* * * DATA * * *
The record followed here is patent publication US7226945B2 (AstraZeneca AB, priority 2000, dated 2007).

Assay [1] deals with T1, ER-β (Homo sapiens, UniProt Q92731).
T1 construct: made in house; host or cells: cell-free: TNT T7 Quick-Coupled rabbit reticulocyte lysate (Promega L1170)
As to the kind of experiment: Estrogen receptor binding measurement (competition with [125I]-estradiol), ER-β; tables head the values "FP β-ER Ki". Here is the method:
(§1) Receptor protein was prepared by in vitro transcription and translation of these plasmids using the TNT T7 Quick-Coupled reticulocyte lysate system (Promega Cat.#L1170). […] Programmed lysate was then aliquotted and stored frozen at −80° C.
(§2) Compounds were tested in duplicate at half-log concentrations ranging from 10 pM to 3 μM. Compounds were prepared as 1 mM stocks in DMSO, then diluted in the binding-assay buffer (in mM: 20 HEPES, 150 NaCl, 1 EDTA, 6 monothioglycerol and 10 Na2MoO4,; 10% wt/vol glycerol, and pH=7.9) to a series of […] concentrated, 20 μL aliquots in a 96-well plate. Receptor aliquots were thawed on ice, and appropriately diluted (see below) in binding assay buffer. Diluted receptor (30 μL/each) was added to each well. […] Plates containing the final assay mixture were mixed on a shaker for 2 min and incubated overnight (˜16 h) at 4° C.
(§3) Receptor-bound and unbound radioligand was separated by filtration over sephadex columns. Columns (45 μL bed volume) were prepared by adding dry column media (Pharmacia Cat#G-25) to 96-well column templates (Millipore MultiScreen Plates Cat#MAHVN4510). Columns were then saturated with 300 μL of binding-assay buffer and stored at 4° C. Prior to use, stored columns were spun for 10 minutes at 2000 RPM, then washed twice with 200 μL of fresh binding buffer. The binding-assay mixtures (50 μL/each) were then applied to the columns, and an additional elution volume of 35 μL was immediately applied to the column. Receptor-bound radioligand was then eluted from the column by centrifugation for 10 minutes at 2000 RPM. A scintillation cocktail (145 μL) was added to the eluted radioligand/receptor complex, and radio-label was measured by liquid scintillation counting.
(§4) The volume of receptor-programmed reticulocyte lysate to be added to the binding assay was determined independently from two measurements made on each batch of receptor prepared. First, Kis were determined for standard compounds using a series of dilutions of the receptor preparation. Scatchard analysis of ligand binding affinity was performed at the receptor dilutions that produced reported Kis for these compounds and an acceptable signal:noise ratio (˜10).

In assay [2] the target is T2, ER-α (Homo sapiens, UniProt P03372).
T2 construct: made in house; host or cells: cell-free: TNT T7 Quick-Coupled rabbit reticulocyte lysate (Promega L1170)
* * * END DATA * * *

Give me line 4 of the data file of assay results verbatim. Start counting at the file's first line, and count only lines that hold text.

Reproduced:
As to the kind of experiment: Estrogen receptor binding measurement (competition with [125I]-estradiol), ER-β; tables head the values "FP β-ER Ki". Here is the method: